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Potential Levy Cut

Show Profile  HeadHoncho Posted: 12 March 2009, 9:54 PM  
Jamie:

"It would be a hugely irresponsible governance for an organisation to suddenly castrate its finances as proposed without any real analysis (not that there was a lot more when it was introduced)"

In respect of the bracketed comment, I suggest you:
(a)(re-)read back issues of NZ Orienteering circa 2000
(b) ponder you might be making off-the-cuff comments without any basis
(c) admit you were too busy DNF'ing at JWOC to really give a stuff
(d) all of the above


Show Profile  Michael Posted: 12 March 2009, 10:31 PM  
Here's a get-out-of-corner card Nick.

The answer is not the AGM. This must by definition be representative and formal. And quick. Though it used to make time for a consideration of each officer's report, that has gone by the board with the time pressures of a competition weekend. Indeed I remember a president not so long ago who made an artform out of short AGMs. No-one even sees the various officers' reports now, the GM produces an annual report from the officers' reports.

And it's not the 4-yearly "strategic planning" meeting. That IMHO has a shape geared to SPARC requirements - or at least the resulting plan does.

The answer is a different sort of meeting. Officers and interested others. Chewing over the way we work together. Working up ideas into practical proposals. Maybe just engaging in persuasion. Focussing on the year ahead. Doesn't have to be representative. You come if you want to push your barrow, criticise, or learn.



Show Profile  Jenni Posted: 13 March 2009, 2:55 PM  
Greg - Luckily there are many in NZ orienteering who have the depth of thinking to realize that saying "Stuff parents" would not be a smart idea for our sport. We advertise orienteering as a family sport so we should live up to it. In other countries they put on a free drop in childcare, if we did that then we wouldn't need split starts but I don't see that happening. Lots of the people doing the work are parents if you don't make it possible for them to do the sport then they won't. On the Morrison comment I don't remember Val doing a lot of orienteering when her kids were around 2 years old!

Besides as far as start times go most people want to know what time their start is before they turn up to the event and if the entry date is the day before I think that's difficult to achieve. I believe something like a week to two weeks before is what we should be targeting. Oceania had a problem in that we wanted to get start lists etc out before people went away for Christmas which pushed the entry date two weeks earlier than it otherwise would have been. All of the entry on the day stuff could be possible if there were lots of helpers but most of the time clubs are struggling to find people to do all of the jobs there are at orienteering events and just don't have people left over to look after coordinating on the day entries.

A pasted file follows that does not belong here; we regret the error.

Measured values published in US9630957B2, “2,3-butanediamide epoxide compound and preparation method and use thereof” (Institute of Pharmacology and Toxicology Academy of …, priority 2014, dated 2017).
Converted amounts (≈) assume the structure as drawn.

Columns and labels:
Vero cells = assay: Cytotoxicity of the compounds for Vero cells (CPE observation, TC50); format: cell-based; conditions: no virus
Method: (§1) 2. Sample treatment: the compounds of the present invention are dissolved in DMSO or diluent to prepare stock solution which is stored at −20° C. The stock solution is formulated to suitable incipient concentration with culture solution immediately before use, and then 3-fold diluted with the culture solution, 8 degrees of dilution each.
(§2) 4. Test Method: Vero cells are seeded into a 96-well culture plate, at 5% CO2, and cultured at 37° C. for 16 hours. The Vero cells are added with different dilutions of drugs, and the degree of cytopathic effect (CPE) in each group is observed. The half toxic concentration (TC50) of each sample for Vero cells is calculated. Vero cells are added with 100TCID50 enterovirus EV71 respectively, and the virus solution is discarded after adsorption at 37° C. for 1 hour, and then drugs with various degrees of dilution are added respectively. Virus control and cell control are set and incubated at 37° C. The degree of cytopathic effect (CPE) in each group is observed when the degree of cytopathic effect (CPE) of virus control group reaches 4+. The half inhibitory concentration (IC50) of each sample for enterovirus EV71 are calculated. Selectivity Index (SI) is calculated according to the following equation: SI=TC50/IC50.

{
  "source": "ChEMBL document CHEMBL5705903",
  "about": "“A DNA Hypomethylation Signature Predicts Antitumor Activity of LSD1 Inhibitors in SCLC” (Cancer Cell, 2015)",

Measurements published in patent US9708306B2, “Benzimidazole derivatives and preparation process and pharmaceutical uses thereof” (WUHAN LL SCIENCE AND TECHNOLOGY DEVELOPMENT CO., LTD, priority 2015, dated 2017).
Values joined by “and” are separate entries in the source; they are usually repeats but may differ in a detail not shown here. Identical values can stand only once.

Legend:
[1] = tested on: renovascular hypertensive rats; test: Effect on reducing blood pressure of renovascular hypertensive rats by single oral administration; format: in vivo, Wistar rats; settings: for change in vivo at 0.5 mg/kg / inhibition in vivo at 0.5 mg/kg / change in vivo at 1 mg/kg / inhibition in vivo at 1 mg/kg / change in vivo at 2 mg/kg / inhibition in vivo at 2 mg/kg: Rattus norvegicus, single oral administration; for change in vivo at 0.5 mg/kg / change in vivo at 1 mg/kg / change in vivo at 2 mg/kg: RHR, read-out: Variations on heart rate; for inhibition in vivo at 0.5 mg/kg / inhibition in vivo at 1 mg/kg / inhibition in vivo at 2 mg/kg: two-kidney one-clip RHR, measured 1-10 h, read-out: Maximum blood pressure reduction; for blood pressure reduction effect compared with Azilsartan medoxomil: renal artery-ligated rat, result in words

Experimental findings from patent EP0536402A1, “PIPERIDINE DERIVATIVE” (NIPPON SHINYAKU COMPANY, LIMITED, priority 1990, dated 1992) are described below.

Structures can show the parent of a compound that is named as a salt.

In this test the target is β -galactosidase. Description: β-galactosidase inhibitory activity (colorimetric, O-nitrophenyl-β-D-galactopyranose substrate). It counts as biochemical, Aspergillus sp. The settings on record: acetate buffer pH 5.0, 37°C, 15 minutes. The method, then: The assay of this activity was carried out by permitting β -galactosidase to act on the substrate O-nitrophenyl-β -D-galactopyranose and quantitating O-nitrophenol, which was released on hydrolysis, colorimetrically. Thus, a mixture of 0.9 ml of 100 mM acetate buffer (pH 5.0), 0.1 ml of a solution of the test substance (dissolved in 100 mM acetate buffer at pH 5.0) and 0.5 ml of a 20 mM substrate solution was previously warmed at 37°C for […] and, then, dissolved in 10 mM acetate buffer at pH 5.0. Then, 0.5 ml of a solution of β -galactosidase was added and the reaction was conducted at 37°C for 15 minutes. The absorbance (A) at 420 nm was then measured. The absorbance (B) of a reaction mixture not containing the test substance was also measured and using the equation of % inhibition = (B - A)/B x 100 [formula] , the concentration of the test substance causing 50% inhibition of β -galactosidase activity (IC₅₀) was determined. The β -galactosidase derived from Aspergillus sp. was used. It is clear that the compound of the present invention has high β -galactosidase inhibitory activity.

Show Profile  valerie Posted: 13 March 2009, 11:14 PM  
EXCUSE ME! "wonder the event centre. It worked for the morrisons" ...First of all i think you mean 'wander' and secondly an more importantly, I NEVER left my children to WANDER the event centre! I ALWAYS had someone to look after them...you may be getting me muddled up with another Hawkes Bay family of four children who tended to fit this description? Just clarifying a few un-important points, but i feel clarification was necessary!

Show Profile  Alistair Posted: 14 March 2009, 1:41 AM  
Jenni - has nobody in NZ thought about implementing the concept of "Vacant" places in order to handle late entries?

Show Profile  Jamie Posted: 15 March 2009, 12:12 AM  
Honcho!

I admit there was an element of off the cuffness about it (and it was far from the main point of my post), but...I remember the material well and if you can point out to me a single piece of analysis analysing the decision with reflection on clubs finances/needs (and the potential implications of not having that extra few thousand floating around at the end of the year) as opposed to the NZOF needs then I will take it back my brief unimportant off the cuff comment.

Same applies also to the original event levy discussion, wasn't that back 1996/1997? - my memory fades a bit, but this is a long time ago.

I would also question why, and how come, it has not been a priority to analyse the financial health of clubs vis a vis the NZOF with reflection on the event levy. How many clubs have fallen over since the event levy came in, how many are dying...is it completely unrelated? (I know all the other accepted reasons don't bother listing them).

Show Profile  Jenni Posted: 16 March 2009, 10:39 AM  
Alistair - I asked for vacant places in the start lists for Oceania but I think the biggest problem was that we have quite large start intervals 3-4 minutes and more than one grade per course adn the grades start in blocks. This meant that even one vacant place per grade could see the overall start time spread going up by 20-15 minutes. This doesn't seem that bad but when you're trying to get the event finished before dark it starts to matter. I still think it is worth it but obviously is easier to do in Sweden where the start interval is 1 minute.